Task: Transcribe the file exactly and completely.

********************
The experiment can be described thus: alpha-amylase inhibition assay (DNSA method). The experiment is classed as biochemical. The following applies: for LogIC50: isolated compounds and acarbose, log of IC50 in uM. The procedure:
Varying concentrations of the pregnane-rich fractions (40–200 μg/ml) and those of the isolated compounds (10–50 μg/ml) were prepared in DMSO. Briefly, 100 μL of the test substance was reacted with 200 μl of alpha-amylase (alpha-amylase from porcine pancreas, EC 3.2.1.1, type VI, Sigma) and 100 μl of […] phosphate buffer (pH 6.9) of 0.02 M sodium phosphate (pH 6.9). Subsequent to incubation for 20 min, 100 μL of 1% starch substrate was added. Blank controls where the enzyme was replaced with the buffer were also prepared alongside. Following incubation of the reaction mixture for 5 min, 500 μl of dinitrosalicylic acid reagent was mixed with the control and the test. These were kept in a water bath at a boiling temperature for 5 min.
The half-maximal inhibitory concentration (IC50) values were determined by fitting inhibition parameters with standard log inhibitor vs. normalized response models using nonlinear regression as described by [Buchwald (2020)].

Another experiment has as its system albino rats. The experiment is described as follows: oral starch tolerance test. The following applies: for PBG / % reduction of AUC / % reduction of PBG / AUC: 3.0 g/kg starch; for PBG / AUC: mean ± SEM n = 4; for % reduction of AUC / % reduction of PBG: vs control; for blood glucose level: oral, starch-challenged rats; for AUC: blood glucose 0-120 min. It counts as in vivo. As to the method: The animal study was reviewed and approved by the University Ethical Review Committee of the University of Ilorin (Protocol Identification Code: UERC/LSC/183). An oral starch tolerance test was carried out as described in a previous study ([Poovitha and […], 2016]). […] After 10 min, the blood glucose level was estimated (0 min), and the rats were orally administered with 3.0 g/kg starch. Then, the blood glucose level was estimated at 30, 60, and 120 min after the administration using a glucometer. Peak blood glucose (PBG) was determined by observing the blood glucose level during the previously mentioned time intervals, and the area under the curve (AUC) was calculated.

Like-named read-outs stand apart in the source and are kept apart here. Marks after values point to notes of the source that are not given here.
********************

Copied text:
The experiment can be described thus: alpha-amylase inhibition assay (DNSA method). The experiment is classed as biochemical. The following applies: for LogIC50: isolated compounds and acarbose, log of IC50 in uM. The procedure:
Varying concentrations of the pregnane-rich fractions (40–200 μg/ml) and those of the isolated compounds (10–50 μg/ml) were prepared in DMSO. Briefly, 100 μL of the test substance was reacted with 200 μl of alpha-amylase (alpha-amylase from porcine pancreas, EC 3.2.1.1, type VI, Sigma) and 100 μl of […] phosphate buffer (pH 6.9) of 0.02 M sodium phosphate (pH 6.9). Subsequent to incubation for 20 min, 100 μL of 1% starch substrate was added. Blank controls where the enzyme was replaced with the buffer were also prepared alongside. Following incubation of the reaction mixture for 5 min, 500 μl of dinitrosalicylic acid reagent was mixed with the control and the test. These were kept in a water bath at a boiling temperature for 5 min.
The half-maximal inhibitory concentration (IC50) values were determined by fitting inhibition parameters with standard log inhibitor vs. normalized response models using nonlinear regression as described by [Buchwald (2020)].

Another experiment has as its system albino rats. The experiment is described as follows: oral starch tolerance test. The following applies: for PBG / % reduction of AUC / % reduction of PBG / AUC: 3.0 g/kg starch; for PBG / AUC: mean ± SEM n = 4; for % reduction of AUC / % reduction of PBG: vs control; for blood glucose level: oral, starch-challenged rats; for AUC: blood glucose 0-120 min. It counts as in vivo. As to the method: The animal study was reviewed and approved by the University Ethical Review Committee of the University of Ilorin (Protocol Identification Code: UERC/LSC/183). An oral starch tolerance test was carried out as described in a previous study ([Poovitha and […], 2016]). […] After 10 min, the blood glucose level was estimated (0 min), and the rats were orally administered with 3.0 g/kg starch. Then, the blood glucose level was estimated at 30, 60, and 120 min after the administration using a glucometer. Peak blood glucose (PBG) was determined by observing the blood glucose level during the previously mentioned time intervals, and the area under the curve (AUC) was calculated.

Like-named read-outs stand apart in the source and are kept apart here. Marks after values point to notes of the source that are not given here.